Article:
Two years ago, when my town was mulling a moratorium to suspend its rampant development, one outspoken resident (no, for once it was not me) urged that the job of drafting building and regulatory guidelines be put out to bid, in lieu of assigning it to a consulting firm that had been on retainer to the town for over 20 years.Incredibly, our supervisor said that in order to do that, the town, under some antiquated bylaw, would have had to publicly disclose why it was soliciting proposals. To me, that mandate didn't seem such a terrible ordeal, and it would lend a fresh coat of paint, so to speak, to a business relationship that, in my opinion, bordered on cronyism.

To abbreviate the story, the consulting firm, in its report, made a number of egregious errors when calculating the effect of overdevelopment on school and property taxes, subsequently sparking threats of litigation from developers and construction lobbyists.

I regale readers with this story because its foundation (no pun intended) mirrors the theme of a recent report released by proxy researcher Glass Lewis & Co., which urged public companies to begin to disclose the reasons behind changes in their independent accountants.

In a report titled "Mum's the Word," the San Francisco-based concern, which works with money managers and investors, put auditor turnover trends under a microscope and found that in 2005, more than 1,400 public issuers changed independent accountants and, of that number, 77 filers changed their auditors at least twice.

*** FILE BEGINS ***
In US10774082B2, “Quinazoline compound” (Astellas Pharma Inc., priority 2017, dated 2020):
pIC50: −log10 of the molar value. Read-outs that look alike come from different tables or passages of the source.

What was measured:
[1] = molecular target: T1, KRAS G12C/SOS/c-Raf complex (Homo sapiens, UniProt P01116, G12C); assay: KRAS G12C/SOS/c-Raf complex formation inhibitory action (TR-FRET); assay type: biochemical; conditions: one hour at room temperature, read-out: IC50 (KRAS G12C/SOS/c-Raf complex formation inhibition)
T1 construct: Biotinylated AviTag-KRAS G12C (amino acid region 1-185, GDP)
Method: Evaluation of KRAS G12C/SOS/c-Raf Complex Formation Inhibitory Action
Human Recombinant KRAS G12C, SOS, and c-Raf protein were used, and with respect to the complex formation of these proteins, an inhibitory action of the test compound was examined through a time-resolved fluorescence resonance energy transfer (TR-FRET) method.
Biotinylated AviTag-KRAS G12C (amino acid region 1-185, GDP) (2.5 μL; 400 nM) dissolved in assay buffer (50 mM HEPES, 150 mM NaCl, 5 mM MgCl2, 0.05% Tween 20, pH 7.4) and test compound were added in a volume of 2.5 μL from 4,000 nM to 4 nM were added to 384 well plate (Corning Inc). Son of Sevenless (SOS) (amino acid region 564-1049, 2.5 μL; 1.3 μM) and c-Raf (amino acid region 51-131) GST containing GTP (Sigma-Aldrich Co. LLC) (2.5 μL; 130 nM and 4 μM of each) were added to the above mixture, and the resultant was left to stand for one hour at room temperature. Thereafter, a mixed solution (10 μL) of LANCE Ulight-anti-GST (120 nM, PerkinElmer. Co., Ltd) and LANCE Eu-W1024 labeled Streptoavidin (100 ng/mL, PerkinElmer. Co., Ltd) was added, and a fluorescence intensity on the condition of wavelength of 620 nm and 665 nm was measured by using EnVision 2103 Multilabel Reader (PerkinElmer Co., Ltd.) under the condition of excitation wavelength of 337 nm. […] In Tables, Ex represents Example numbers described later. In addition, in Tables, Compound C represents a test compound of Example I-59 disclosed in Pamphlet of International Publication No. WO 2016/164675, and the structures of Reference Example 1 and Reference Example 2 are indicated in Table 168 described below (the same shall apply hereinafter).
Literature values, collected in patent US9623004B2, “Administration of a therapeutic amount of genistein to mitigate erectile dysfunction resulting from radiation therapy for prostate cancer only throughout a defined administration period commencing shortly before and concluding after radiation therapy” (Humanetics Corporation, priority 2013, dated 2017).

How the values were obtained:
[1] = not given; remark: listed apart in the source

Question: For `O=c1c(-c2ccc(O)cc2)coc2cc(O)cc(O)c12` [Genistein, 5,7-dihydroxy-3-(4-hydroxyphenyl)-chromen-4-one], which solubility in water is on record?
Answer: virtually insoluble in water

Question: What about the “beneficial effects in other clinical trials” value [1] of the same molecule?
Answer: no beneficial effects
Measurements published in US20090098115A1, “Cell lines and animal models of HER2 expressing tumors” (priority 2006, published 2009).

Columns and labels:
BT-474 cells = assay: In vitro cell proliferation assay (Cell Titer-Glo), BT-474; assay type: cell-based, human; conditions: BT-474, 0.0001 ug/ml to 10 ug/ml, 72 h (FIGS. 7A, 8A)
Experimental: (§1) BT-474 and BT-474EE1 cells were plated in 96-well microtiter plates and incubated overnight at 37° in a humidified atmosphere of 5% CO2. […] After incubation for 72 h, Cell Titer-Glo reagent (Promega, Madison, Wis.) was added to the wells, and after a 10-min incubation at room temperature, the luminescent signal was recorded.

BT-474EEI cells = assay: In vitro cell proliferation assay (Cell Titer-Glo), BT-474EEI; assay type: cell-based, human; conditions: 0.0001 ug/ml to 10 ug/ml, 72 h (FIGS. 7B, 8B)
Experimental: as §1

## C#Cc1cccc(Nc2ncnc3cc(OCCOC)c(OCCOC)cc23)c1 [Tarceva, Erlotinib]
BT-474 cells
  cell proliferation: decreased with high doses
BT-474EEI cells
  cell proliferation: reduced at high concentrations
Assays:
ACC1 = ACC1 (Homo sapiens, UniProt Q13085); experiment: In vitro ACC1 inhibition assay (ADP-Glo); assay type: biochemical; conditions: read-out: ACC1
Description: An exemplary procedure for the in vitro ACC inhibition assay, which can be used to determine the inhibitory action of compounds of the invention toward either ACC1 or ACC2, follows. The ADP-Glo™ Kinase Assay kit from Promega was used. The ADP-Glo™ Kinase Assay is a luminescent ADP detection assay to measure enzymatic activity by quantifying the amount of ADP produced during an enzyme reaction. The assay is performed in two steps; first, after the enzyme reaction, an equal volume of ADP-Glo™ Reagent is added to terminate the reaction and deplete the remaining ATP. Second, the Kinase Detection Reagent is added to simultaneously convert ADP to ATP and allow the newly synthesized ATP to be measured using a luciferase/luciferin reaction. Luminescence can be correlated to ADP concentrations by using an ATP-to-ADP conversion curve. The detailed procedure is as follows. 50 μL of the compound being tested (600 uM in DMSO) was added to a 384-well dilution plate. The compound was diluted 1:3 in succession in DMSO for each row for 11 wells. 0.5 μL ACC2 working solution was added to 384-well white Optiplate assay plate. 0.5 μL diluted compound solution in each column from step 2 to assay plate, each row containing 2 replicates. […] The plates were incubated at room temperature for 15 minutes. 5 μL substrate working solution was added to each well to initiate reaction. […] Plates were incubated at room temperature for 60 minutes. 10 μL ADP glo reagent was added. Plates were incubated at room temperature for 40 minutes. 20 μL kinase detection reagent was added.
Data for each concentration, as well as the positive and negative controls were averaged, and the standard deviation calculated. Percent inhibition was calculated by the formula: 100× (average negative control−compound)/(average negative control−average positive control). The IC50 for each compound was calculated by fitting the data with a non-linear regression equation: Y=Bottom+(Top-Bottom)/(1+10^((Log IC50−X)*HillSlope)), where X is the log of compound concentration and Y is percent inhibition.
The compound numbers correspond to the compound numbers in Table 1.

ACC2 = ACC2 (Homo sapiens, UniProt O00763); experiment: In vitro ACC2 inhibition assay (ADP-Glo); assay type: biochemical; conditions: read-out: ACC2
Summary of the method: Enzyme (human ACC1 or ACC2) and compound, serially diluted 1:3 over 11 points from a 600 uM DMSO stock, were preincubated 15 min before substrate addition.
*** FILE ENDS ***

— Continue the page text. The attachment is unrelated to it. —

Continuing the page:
But what surprised me is that roughly three quarters of those who reported an auditor change did not, in their required regulatory filings, provide a reason for the change. If my math is correct, that's more than 1,000 companies.

As one who has pored over many 8-K filing summaries, I can attest to the fact that most filers don't share much information beyond disclosing the fact that the change in independent accountants was approved by their audit committee. If filers do disclose reasons behind an auditor switch, they usually stem from a change in top management at the company, client services prohibitions as a result of Sarbanes-Oxley, or audit fees.

Glass Lewis also dredges up the issue of mandatory auditor rotation, which was one of the original provisions in the corporate reform bill initially put forth by Sen. Paul Sarbanes, D-Md., before it was dropped as a point of compromise before being integrated with legislation drafted by Rep. Michael Oxley, D-Ohio. Currently, Section 203 of SOX requires a five-year rotation cycle for the external lead and reviewing audit partners.

The issue of auditor rotation has been kicked around for roughly 30 years, following the 1976 Metcalf Report, which was issued by the Senate and which criticized competition levels and recommended regular rotation. In 1994, the Senate Finance Committee considered and later passed on legislation that would have required auditor rotation.

Now, the pros and cons of auditor rotation are certainly fodder for future columns, but it veers slightly off the topic of enhanced disclosure regarding an auditor change. The truth is, under current reporting and filing guidelines, companies don't have to list the reasons behind a change of audit firms. But perhaps changing the current rules is something that should be looked into.

And sooner rather than later.

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